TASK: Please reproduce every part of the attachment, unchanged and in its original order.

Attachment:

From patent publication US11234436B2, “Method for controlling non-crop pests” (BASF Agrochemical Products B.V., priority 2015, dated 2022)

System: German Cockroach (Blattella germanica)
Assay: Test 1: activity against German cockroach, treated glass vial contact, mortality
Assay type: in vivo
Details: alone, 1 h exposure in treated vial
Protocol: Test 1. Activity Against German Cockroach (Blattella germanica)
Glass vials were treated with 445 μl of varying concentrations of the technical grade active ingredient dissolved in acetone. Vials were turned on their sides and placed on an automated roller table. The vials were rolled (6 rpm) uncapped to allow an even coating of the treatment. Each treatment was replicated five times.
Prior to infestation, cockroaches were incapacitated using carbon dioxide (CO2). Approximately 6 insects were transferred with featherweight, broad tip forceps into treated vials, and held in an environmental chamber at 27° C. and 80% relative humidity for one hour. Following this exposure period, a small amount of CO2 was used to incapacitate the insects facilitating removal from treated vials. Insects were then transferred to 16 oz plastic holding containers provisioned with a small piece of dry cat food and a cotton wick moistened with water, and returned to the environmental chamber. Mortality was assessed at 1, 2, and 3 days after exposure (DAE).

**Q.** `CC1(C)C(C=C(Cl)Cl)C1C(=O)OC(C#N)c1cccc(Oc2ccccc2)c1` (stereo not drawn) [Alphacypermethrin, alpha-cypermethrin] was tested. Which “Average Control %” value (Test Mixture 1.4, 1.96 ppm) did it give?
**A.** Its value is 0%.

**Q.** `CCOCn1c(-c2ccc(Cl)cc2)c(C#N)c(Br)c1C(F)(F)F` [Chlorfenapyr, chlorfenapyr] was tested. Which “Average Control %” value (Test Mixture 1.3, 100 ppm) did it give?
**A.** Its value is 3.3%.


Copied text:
From patent publication US11234436B2, “Method for controlling non-crop pests” (BASF Agrochemical Products B.V., priority 2015, dated 2022)

System: German Cockroach (Blattella germanica)
Assay: Test 1: activity against German cockroach, treated glass vial contact, mortality
Assay type: in vivo
Details: alone, 1 h exposure in treated vial
Protocol: Test 1. Activity Against German Cockroach (Blattella germanica)
Glass vials were treated with 445 μl of varying concentrations of the technical grade active ingredient dissolved in acetone. Vials were turned on their sides and placed on an automated roller table. The vials were rolled (6 rpm) uncapped to allow an even coating of the treatment. Each treatment was replicated five times.
Prior to infestation, cockroaches were incapacitated using carbon dioxide (CO2). Approximately 6 insects were transferred with featherweight, broad tip forceps into treated vials, and held in an environmental chamber at 27° C. and 80% relative humidity for one hour. Following this exposure period, a small amount of CO2 was used to incapacitate the insects facilitating removal from treated vials. Insects were then transferred to 16 oz plastic holding containers provisioned with a small piece of dry cat food and a cotton wick moistened with water, and returned to the environmental chamber. Mortality was assessed at 1, 2, and 3 days after exposure (DAE).

**Q.** `CC1(C)C(C=C(Cl)Cl)C1C(=O)OC(C#N)c1cccc(Oc2ccccc2)c1` (stereo not drawn) [Alphacypermethrin, alpha-cypermethrin] was tested. Which “Average Control %” value (Test Mixture 1.4, 1.96 ppm) did it give?
**A.** Its value is 0%.

**Q.** `CCOCn1c(-c2ccc(Cl)cc2)c(C#N)c(Br)c1C(F)(F)F` [Chlorfenapyr, chlorfenapyr] was tested. Which “Average Control %” value (Test Mixture 1.3, 100 ppm) did it give?
**A.** Its value is 3.3%.